Turkish Prime Minister Ahmet Davutoglu told reporters in Ankara that 19 people were killed and 145 wounded in riots across Turkey, vowing that Turkey's peace process with Kurdish separatists would not be derailed by "vandalism." The Dogan news agency later said the death toll had climbed to 21. At least 10 people died in clashes in Diyarbakir, the largest Kurdish city in Turkey's southeast.

Others died in clashes between protesters and police in the eastern provinces of Mus, Siirt and Batman. Thirty people were wounded in Istanbul, including eight police officers.

The unrest in Turkey, which has NATO's second-largest armed forces, exposes the difficulty Washington has faced in building a coalition to fight ISIL in Syria and Iraq, two countries with complex, multisided civil wars in which every nation in the region has a stake.

U.S. officials, acknowledging it will be hard to shield Kobane from the air, have played down its strategic importance.

"Airstrikes alone are not going to do this. They're not going to fix this. They're not going to save the town of Kobane. We know that," Rear Adm. John Kirby, a Pentagon spokesman, told a news briefing.

Secretary of State John Kerry added, "As horrific as it is to watch in real time what is happening in Kobane … you have to step back and understand the strategic objective." He was lukewarm on Turkey’s request for a no-fly zone, saying only that it was an idea "worth examining."

France said it supported the idea of a safe area, and Britain said it was studying it. But it is clear the proposal has not taken hold in Washington, which has been bombing ISIL targets in Syria without objections from Assad and does not want to be dragged into a conflict against Damascus.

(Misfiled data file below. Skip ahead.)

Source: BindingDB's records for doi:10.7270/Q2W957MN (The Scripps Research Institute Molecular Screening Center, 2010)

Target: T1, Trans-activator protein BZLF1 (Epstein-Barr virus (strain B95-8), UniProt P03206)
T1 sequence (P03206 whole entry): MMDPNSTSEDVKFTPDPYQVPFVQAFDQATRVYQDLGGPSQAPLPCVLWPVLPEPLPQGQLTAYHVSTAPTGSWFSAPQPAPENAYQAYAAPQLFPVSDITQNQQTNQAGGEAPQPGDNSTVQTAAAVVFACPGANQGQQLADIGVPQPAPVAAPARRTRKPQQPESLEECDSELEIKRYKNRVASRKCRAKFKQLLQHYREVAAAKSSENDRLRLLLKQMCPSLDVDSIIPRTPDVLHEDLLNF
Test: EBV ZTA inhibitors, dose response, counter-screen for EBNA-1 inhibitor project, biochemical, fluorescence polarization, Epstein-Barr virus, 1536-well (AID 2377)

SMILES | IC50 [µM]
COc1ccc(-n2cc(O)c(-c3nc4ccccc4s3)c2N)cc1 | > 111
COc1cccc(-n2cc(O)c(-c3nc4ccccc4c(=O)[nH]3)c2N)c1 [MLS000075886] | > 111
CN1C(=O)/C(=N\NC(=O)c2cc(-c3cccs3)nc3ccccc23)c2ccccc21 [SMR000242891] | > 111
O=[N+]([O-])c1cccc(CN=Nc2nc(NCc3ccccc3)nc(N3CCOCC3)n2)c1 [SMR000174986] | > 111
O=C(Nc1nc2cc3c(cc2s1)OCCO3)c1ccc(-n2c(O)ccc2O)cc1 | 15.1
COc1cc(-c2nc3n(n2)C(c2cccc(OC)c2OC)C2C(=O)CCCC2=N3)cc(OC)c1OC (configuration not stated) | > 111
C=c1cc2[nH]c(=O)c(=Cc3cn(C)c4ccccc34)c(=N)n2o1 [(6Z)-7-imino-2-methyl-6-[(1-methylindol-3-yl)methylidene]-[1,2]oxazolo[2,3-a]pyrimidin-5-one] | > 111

"At the moment, the American air force is flying all over Syria with the permission of the Assad government," said Tim Ripley, a defense expert for Jane's Defense Weekly.

"To try and impose a no-fly zone would potentially involve a major air war against one of the biggest air forces in the Middle East … which would only be a distraction from the fight against [ISIL]," he said.

Kerry said Turkey was still deciding what role it would play. Retired U.S. Gen. John Allen, charged with building a coalition against ISIL after it seized about a third of neighboring Iraq, is due in Turkey this week.

Although it has been taking in Kobane's refugees and treating its wounded, Turkey has deep reservations about deploying its army in Syria. Beyond becoming a target for ISIL, Ankara fears being sucked into Syria's civil war.

It also fears empowering Syria's Kurds, allies of Turkey's Kurdistan Workers' Party (PKK), which has waged a decades-long insurgency for Kurdish autonomy, in which about 40,000 people have been killed.

The PKK's jailed leader, Abdullah Ocalan, has said any massacre of Kurds in Kobane would doom a fragile peace process with Turkish authorities — one of the most important initiatives of Erdogan's decade in power.

The street protests across Turkey were already making the prospect of reconciliation with nationalists seem more remote, as protesters set fire to Turkish flags and attacked statues of the founder of modern Turkey, Mustafa Kemal Ataturk.

Al Jazeera and Reuters